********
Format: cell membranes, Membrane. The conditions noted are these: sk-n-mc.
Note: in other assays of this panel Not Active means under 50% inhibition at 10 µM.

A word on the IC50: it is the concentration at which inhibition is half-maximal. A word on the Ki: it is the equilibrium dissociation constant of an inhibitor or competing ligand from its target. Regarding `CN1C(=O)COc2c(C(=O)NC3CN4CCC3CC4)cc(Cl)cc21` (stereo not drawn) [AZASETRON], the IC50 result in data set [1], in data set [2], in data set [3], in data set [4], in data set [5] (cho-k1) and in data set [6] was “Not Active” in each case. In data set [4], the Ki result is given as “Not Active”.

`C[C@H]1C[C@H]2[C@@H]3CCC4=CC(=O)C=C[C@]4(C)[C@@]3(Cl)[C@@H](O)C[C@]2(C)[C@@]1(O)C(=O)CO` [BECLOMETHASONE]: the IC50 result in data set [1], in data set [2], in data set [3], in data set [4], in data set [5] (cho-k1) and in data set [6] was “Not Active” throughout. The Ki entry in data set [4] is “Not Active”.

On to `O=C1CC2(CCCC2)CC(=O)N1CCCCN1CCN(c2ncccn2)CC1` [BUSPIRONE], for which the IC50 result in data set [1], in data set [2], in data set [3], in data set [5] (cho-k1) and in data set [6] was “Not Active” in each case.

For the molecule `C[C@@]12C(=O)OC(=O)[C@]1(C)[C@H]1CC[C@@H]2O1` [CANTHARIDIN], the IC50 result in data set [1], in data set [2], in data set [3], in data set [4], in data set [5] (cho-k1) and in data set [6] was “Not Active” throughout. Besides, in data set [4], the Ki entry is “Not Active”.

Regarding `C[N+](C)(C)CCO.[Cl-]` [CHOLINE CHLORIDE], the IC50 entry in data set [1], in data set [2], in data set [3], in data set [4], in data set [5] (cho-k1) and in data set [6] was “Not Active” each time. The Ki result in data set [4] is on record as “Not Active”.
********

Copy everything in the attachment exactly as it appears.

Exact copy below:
Format: cell membranes, Membrane. The conditions noted are these: sk-n-mc.
Note: in other assays of this panel Not Active means under 50% inhibition at 10 µM.

A word on the IC50: it is the concentration at which inhibition is half-maximal. A word on the Ki: it is the equilibrium dissociation constant of an inhibitor or competing ligand from its target. Regarding `CN1C(=O)COc2c(C(=O)NC3CN4CCC3CC4)cc(Cl)cc21` (stereo not drawn) [AZASETRON], the IC50 result in data set [1], in data set [2], in data set [3], in data set [4], in data set [5] (cho-k1) and in data set [6] was “Not Active” in each case. In data set [4], the Ki result is given as “Not Active”.

`C[C@H]1C[C@H]2[C@@H]3CCC4=CC(=O)C=C[C@]4(C)[C@@]3(Cl)[C@@H](O)C[C@]2(C)[C@@]1(O)C(=O)CO` [BECLOMETHASONE]: the IC50 result in data set [1], in data set [2], in data set [3], in data set [4], in data set [5] (cho-k1) and in data set [6] was “Not Active” throughout. The Ki entry in data set [4] is “Not Active”.

On to `O=C1CC2(CCCC2)CC(=O)N1CCCCN1CCN(c2ncccn2)CC1` [BUSPIRONE], for which the IC50 result in data set [1], in data set [2], in data set [3], in data set [5] (cho-k1) and in data set [6] was “Not Active” in each case.

For the molecule `C[C@@]12C(=O)OC(=O)[C@]1(C)[C@H]1CC[C@@H]2O1` [CANTHARIDIN], the IC50 result in data set [1], in data set [2], in data set [3], in data set [4], in data set [5] (cho-k1) and in data set [6] was “Not Active” throughout. Besides, in data set [4], the Ki entry is “Not Active”.

Regarding `C[N+](C)(C)CCO.[Cl-]` [CHOLINE CHLORIDE], the IC50 entry in data set [1], in data set [2], in data set [3], in data set [4], in data set [5] (cho-k1) and in data set [6] was “Not Active” each time. The Ki result in data set [4] is on record as “Not Active”.